15. The method of claim 14, wherein the determination of the extreme value is dependent upon the magnitude of the scattering.
16. The method of claim 14, wherein:
a larger maximum value is assumed as the extreme value when too great a scattering is recognized at least once;
an adaptation of the extreme value in the direction of lower maximum values takes place slowly or not at all when the scattering is too great over several braking operations; and,
a more rapid adaptation takes place to the mean value and/or the highest of the last maximum values and/or by filtering the determined maximum value when there is a scattering below a limit value.
17. The method of claim 1, wherein:
a limit value is formed from the adapted extreme value for the extreme value range;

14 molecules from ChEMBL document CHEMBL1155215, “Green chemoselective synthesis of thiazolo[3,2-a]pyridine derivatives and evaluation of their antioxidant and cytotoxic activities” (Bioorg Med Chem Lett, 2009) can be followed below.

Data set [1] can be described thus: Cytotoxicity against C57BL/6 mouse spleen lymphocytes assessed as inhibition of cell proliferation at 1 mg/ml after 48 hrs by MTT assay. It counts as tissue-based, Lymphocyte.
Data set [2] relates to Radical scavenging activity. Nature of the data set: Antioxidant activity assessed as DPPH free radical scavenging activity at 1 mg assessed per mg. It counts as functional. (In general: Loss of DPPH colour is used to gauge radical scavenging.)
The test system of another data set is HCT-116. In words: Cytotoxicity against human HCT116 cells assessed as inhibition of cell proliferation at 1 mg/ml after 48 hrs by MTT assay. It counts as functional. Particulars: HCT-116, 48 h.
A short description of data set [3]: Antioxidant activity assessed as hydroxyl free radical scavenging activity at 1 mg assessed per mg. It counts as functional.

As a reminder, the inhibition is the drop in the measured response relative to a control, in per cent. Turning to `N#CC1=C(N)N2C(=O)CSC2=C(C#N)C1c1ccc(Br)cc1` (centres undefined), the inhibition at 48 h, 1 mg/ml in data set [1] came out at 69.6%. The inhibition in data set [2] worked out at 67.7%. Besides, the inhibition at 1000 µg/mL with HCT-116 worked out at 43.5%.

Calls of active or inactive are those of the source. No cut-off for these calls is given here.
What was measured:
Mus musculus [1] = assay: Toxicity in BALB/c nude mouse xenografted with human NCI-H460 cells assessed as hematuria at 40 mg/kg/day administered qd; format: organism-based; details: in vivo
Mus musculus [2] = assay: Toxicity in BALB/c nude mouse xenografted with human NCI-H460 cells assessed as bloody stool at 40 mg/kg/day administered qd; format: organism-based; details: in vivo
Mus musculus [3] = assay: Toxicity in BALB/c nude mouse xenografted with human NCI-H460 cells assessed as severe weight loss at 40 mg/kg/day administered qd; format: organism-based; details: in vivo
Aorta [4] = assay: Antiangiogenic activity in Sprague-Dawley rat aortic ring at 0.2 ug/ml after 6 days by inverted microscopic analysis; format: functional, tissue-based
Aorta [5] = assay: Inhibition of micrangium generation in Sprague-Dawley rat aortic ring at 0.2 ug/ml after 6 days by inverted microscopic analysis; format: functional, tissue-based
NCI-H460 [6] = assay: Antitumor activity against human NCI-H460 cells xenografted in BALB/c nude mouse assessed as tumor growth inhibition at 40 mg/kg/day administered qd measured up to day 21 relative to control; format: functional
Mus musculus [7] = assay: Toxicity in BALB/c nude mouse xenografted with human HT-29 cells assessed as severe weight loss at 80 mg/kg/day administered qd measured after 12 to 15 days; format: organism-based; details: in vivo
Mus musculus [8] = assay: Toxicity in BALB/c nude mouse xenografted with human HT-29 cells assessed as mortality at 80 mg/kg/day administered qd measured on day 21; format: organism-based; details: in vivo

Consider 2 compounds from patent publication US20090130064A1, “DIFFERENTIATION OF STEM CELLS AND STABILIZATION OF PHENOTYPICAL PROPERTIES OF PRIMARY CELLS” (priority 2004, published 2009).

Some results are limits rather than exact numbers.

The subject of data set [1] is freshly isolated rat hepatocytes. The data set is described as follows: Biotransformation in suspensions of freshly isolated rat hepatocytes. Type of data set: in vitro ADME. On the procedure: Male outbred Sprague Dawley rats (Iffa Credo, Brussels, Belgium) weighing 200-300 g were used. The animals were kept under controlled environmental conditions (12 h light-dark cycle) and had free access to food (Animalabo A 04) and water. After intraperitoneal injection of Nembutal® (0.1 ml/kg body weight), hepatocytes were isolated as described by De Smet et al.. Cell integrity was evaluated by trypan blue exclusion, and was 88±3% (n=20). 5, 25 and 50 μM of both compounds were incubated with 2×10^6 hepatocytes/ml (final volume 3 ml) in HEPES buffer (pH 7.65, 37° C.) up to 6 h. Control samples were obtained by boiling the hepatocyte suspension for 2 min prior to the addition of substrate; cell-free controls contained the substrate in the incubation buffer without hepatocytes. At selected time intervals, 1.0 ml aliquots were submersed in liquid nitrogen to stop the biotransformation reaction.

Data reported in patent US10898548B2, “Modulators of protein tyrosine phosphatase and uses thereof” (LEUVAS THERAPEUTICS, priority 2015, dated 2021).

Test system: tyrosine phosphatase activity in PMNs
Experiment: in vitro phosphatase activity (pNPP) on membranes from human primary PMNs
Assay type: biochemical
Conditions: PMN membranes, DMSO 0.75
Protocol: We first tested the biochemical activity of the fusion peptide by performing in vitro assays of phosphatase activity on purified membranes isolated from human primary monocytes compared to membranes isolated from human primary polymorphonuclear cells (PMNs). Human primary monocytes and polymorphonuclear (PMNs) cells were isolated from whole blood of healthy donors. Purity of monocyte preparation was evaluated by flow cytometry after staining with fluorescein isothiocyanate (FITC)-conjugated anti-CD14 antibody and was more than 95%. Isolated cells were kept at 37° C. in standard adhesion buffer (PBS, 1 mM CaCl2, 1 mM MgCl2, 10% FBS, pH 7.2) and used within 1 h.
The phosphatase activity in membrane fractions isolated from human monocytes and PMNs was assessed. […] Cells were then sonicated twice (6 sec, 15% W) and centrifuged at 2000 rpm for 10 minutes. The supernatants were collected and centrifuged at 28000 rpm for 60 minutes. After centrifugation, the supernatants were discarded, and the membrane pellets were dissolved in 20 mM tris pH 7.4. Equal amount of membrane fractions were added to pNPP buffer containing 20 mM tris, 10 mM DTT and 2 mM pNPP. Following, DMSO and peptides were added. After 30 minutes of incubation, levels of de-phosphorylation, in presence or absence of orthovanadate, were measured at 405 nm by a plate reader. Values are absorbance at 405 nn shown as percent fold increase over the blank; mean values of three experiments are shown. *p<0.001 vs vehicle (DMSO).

to adapt the extreme value range of a first measurement quantity to the extreme value range of a second measurement quantity, the first measurement quantity is stored when the second measurement quantity has reached its extreme value range; and,
the deviation between the stored measurement quantity and the limit value for the extreme value range of the first measurement quantity is determined and is added to the previous extreme value range for the formation of an increased extreme value range.
18. An arrangement for detecting a measurement quantity in a motor vehicle which has at least one extreme value, the arrangement comprising:
a control apparatus including: an input circuit for detecting the measurement quantity; and, an output circuit for outputting actuating signals for controlling the vehicle;